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Role of ecological interactions in saltmarsh geomorphic processes

Bethany L. Williams*, David S. Johnson

*Corresponding author:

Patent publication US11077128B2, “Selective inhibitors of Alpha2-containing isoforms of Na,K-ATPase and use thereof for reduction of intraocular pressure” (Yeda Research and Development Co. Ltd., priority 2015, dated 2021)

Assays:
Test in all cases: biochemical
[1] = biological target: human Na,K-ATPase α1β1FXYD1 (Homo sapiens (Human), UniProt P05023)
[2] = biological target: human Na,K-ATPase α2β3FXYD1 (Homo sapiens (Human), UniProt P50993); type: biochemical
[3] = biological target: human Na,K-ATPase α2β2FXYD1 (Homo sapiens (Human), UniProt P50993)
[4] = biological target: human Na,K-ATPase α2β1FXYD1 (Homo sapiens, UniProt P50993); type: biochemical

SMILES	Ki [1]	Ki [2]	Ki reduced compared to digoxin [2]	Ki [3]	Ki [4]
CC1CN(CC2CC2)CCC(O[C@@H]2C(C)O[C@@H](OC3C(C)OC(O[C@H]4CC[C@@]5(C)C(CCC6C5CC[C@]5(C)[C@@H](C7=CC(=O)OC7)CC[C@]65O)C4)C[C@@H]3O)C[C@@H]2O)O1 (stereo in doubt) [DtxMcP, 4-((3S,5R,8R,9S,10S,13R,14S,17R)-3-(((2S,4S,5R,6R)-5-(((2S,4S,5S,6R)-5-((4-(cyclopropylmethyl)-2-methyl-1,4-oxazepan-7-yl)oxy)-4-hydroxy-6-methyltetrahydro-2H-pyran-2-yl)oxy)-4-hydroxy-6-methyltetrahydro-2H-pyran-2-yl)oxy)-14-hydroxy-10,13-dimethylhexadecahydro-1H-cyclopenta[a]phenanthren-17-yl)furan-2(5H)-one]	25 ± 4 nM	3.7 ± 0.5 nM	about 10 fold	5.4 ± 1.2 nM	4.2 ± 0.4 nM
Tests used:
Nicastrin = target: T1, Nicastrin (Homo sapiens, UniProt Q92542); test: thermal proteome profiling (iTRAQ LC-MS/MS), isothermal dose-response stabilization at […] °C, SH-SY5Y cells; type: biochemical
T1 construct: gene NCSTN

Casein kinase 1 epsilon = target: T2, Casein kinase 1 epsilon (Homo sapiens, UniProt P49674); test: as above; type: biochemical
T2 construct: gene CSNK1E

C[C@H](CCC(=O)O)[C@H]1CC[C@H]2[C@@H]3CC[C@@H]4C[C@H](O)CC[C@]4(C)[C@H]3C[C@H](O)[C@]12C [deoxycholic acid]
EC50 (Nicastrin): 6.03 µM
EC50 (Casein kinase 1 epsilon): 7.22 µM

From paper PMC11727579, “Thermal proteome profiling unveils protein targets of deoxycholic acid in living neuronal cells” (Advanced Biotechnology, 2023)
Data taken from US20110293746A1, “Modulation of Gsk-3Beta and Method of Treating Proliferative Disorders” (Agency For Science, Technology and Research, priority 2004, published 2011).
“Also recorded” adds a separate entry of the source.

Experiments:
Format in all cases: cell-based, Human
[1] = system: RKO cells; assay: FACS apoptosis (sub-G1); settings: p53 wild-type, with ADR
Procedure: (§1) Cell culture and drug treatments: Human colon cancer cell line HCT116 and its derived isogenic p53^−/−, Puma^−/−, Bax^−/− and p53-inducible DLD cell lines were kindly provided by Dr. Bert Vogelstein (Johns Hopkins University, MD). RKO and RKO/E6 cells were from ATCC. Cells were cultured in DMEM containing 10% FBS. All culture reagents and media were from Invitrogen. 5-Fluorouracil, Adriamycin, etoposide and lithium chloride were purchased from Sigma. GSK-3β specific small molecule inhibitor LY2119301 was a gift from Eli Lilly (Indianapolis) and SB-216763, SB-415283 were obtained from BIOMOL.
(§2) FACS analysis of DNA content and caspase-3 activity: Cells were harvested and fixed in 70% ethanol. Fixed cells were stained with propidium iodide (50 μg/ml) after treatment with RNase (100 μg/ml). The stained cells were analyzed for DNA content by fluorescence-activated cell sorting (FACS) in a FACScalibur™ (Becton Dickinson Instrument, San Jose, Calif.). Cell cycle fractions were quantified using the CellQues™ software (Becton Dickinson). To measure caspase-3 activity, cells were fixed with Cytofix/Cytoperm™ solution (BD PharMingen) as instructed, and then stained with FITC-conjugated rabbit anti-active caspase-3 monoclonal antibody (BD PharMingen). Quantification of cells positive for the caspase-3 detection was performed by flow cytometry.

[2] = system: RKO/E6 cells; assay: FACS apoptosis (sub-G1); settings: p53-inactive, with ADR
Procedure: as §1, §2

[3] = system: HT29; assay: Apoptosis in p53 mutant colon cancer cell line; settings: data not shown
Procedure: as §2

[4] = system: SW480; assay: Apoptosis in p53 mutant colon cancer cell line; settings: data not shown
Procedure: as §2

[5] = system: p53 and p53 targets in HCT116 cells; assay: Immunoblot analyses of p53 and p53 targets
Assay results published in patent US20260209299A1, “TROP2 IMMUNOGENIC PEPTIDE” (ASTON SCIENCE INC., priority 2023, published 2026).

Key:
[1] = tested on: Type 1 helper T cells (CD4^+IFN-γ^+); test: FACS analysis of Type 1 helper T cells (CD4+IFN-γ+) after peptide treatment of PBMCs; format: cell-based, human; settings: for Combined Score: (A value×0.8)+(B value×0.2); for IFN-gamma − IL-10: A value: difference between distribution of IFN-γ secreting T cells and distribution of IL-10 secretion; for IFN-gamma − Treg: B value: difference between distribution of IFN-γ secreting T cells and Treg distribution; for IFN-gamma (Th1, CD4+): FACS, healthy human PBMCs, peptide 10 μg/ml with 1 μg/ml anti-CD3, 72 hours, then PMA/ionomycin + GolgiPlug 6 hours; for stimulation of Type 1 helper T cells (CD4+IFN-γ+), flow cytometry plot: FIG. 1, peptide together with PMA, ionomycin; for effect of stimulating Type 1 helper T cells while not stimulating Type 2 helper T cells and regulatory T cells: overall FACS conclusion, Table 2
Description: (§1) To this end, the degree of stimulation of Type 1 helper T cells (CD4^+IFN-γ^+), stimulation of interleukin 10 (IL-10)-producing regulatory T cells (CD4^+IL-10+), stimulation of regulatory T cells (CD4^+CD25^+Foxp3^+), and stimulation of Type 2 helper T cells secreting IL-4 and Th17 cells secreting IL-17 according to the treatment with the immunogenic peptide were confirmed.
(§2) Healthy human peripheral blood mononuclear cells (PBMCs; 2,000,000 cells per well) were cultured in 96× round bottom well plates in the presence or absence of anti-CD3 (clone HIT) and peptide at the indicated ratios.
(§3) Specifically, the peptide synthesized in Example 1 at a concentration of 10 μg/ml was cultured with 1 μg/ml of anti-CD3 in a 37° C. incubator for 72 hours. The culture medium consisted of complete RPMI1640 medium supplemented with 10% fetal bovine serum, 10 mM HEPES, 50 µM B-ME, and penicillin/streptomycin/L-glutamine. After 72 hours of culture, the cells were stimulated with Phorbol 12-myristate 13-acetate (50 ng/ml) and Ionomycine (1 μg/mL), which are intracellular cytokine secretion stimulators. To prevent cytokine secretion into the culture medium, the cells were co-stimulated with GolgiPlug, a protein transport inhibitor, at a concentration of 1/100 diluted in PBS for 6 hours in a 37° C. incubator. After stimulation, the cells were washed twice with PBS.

ABSTRACT: Accelerated sea-level rise poses a significant threat to coastal habitats, such as salt marshes, which provide critical ecosystem services. Persistence of salt marshes with rising sea levels relies, in part, on vertical accretion. Ecogeomorphic models emphasize the role of plant production in vertical accretion via sediment trapping and belowground organic matter contribution. Thus, changes in plant production can influence saltmarsh persistence with sea-level rise. However, models of marsh accretion do not consider animal-mediated changes in plant production. We tested how two marsh crabs, Minuca pugnax and Sesarma reticulatum, which have contrasting effects (facilitation vs. herbivory) on Spartina alterniflora production, may indirectly influence sediment deposition and belowground production, through observational surveys and field manipulation. Minuca facilitated Spartina biomass in some marshes, but not sediment deposition, and had no effect on belowground organic matter contribution, suggesting that in isolation, Minuca has little indirect impact on saltmarsh geomorphic processes. Sesarma reduced Spartina biomass; however, sediment deposition increased, contrary to ecogeomorphic models, likely due to sediment resuspension by Minuca. When Minuca and Sesarma co-occur, the effect on Spartina production and sediment deposition depended on the amount of grazing. When Sesarma grazing is low, Minuca facilitates Spartina growth and mitigates the effect of grazing. However, when Sesarma grazing is high and vegetation is removed, Minuca can resuspend sediment through bioturbation, suggesting the net effect of these species may depend on their relative abundance. This study demonstrates the effects of plant-animal interactions on marsh resilience against sea level rises, are context dependent.